We did not have the inputs. I came from a conventional family and my mother died when I was just 12 or 13. If she didn’t die I might not have liberated myself. 


Q: Your destiny after meeting Lester…


After I went to Europe I wanted to do documentaries as I thought I was not a good writer. My brother sent me to Switzerland. When I met Lester with Rekhawa that was the first Sinhala film I saw. I remember selling tickets and ushering the people at the screening. It was Lester who asked me why I didn’t go to London to study films. So, I went to London. At the London school of Film Technique I was the only female student.  


There were females involved in editing. Men came into editing once they discovered that editing also had a creative input. I personally feel editing is the fundamental element in a cinematic creation for anybody to understand the language and grammar of cinema.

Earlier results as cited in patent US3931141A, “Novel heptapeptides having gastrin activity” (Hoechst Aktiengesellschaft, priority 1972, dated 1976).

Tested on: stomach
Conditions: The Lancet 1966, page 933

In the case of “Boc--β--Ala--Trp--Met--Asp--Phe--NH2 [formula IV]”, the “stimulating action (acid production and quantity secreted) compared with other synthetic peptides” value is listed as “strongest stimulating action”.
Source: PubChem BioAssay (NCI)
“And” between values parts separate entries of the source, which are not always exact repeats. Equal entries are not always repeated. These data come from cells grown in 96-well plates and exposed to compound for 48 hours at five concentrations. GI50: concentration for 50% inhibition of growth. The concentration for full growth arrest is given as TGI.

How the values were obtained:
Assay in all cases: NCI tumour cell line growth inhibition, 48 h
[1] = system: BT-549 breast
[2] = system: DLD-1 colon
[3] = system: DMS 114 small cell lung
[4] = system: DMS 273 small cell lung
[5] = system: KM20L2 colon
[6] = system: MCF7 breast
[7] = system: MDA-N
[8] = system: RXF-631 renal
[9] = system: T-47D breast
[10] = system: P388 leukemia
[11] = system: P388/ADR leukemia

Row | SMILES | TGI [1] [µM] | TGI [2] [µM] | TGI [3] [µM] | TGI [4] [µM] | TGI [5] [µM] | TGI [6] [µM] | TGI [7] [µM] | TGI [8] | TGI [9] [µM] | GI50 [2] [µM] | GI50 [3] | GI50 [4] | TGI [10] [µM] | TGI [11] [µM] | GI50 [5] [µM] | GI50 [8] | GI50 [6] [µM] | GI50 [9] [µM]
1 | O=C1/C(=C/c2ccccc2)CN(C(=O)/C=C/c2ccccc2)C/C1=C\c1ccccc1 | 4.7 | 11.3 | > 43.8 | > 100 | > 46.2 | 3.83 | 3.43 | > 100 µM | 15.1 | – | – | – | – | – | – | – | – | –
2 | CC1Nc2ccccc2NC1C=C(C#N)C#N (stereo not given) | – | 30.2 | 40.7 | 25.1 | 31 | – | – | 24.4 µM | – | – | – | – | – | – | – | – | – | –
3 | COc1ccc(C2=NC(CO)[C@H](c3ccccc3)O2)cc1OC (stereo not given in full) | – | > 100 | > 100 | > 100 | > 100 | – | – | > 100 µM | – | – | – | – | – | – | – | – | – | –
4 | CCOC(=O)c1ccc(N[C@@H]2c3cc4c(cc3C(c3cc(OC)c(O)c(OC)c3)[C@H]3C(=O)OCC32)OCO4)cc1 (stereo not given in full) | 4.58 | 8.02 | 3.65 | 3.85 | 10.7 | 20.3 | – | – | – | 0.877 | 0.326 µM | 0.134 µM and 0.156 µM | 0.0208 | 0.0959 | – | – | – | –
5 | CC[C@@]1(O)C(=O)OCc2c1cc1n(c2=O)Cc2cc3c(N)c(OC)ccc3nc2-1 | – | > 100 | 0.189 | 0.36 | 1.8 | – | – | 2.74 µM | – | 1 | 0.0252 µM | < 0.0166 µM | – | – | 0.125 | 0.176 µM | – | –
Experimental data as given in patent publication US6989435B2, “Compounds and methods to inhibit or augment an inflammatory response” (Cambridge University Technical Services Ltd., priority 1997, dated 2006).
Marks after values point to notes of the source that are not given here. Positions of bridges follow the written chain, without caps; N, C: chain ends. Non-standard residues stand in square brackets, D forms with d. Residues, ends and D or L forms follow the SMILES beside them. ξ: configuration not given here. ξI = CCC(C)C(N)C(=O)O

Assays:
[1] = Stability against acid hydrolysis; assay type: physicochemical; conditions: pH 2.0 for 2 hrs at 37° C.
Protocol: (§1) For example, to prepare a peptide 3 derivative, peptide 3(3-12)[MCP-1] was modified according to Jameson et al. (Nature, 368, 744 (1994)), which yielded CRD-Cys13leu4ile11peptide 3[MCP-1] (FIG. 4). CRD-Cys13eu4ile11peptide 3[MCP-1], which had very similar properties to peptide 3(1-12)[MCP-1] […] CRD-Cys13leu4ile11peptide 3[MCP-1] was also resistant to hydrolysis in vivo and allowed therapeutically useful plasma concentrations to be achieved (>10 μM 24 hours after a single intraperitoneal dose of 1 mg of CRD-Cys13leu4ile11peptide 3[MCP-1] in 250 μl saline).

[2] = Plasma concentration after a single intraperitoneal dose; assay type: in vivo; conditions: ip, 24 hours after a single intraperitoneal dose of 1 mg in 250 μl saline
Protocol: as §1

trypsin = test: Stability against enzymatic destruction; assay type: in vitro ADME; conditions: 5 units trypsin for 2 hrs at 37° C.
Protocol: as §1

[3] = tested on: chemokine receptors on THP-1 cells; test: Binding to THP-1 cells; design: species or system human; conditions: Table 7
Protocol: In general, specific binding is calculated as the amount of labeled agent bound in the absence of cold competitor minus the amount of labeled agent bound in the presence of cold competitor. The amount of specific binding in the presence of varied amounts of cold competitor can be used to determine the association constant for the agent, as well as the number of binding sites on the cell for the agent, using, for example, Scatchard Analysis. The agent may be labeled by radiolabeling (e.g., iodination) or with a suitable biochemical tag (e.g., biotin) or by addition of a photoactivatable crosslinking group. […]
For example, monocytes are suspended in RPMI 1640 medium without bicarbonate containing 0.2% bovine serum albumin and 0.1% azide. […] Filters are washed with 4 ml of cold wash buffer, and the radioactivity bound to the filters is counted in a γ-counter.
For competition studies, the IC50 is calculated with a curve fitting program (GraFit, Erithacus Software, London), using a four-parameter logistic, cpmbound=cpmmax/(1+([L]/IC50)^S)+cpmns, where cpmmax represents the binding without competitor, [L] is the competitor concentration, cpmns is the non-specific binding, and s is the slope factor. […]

Q: Working with Lester for the first time..


Then I came back to work in Sandeshaya and I was the only female who stayed for months roughing it out in village huts. I guess dedication is so important even at this time. Cinema like any other profession, has to open up. Initially I don’t think women were side lined in cinema but they must have wanted the prettier ones to be on screen. When I came in, because I was considered to be qualified, they had respect for me.


When we did Gamperaliya I earned my rights by chipping in money for the production and became the director of the company. I must have been around 24 or 25 then. More than a gender issue, I earned my rights as a human being. For me things never came on a platter. You have to struggle. But luckily I came in at a time when the arena was fairly open. Though I was privileged by birth, my progress largely depended on my degree of commitment and dedication.